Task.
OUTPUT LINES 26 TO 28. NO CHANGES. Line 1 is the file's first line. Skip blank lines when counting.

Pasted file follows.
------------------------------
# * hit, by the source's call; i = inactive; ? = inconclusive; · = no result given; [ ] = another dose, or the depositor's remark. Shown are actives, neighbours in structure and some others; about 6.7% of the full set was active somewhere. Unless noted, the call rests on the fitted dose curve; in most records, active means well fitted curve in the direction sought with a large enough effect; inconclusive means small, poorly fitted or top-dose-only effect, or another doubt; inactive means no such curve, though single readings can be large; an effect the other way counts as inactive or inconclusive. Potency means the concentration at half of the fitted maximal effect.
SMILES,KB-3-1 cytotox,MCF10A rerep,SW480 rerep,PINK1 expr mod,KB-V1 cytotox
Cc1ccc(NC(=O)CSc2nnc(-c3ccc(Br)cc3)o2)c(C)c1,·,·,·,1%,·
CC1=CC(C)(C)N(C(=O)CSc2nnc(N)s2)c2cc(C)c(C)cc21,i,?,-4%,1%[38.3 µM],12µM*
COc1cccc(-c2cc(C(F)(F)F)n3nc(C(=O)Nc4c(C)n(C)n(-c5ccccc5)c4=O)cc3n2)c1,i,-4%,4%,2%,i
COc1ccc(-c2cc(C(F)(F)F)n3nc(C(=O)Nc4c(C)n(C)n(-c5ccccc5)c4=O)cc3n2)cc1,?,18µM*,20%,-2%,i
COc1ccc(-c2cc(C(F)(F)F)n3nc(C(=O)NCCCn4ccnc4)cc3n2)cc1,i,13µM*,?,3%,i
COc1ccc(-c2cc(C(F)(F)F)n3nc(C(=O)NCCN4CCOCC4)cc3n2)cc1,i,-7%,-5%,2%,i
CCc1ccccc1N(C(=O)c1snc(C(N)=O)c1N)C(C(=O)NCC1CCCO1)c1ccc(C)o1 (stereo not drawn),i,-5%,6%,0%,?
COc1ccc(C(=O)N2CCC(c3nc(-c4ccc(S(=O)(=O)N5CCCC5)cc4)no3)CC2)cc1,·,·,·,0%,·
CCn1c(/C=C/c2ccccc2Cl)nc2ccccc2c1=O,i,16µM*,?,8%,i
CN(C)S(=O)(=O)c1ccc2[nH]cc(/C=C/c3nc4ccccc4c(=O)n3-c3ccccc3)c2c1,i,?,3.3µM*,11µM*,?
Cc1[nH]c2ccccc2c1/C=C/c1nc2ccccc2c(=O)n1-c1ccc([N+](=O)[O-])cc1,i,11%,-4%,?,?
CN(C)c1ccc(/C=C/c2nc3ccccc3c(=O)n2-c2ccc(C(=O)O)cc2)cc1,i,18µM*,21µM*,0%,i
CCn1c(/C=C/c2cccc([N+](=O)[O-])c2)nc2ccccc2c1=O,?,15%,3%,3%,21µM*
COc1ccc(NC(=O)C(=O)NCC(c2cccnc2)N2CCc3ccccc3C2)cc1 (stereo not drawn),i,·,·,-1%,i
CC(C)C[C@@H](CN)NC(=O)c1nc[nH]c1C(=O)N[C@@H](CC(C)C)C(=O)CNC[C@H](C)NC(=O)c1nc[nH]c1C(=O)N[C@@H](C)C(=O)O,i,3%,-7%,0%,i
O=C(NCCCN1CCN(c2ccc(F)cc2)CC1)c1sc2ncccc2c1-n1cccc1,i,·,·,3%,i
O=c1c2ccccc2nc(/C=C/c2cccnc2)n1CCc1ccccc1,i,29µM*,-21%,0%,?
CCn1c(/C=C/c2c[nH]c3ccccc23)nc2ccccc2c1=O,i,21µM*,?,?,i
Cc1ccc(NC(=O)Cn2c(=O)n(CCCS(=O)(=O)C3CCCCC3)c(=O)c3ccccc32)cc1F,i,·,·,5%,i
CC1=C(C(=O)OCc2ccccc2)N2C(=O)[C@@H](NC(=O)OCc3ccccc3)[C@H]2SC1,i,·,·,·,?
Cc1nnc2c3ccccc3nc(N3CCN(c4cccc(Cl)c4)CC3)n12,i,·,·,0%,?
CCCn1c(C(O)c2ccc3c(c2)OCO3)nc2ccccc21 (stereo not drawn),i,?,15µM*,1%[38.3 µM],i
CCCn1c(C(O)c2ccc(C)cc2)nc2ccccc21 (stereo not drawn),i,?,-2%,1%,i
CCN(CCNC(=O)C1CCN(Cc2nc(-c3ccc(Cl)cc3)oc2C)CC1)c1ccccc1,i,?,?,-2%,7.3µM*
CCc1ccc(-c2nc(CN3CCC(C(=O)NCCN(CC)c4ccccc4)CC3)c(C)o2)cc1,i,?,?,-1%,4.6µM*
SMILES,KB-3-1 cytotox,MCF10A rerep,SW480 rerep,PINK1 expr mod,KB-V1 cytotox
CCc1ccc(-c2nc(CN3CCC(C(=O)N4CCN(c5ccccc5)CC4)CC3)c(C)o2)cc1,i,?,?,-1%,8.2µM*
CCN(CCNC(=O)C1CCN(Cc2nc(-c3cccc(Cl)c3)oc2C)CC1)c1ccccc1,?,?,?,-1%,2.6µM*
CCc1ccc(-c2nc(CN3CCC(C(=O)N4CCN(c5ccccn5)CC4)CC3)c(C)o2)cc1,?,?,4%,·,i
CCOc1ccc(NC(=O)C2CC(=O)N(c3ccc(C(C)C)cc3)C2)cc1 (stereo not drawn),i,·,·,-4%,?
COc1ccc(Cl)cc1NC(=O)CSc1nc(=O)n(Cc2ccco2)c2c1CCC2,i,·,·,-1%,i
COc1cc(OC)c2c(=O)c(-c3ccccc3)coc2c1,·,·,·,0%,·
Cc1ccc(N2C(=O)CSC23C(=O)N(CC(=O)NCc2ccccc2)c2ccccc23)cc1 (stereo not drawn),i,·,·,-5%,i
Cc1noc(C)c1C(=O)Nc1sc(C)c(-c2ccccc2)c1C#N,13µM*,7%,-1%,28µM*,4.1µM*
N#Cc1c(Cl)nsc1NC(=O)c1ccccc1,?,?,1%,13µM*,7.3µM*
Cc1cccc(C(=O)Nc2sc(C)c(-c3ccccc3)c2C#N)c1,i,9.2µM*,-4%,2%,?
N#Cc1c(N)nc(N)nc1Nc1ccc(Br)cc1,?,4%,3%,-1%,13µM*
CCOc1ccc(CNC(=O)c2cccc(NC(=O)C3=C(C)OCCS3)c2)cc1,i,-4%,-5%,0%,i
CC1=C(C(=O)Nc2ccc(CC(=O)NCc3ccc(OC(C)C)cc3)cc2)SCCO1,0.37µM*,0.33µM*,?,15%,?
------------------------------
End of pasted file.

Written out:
CCN(CCNC(=O)C1CCN(Cc2nc(-c3ccc(Cl)cc3)oc2C)CC1)c1ccccc1,i,?,?,-2%,7.3µM*
CCc1ccc(-c2nc(CN3CCC(C(=O)NCCN(CC)c4ccccc4)CC3)c(C)o2)cc1,i,?,?,-1%,4.6µM*
SMILES,KB-3-1 cytotox,MCF10A rerep,SW480 rerep,PINK1 expr mod,KB-V1 cytotox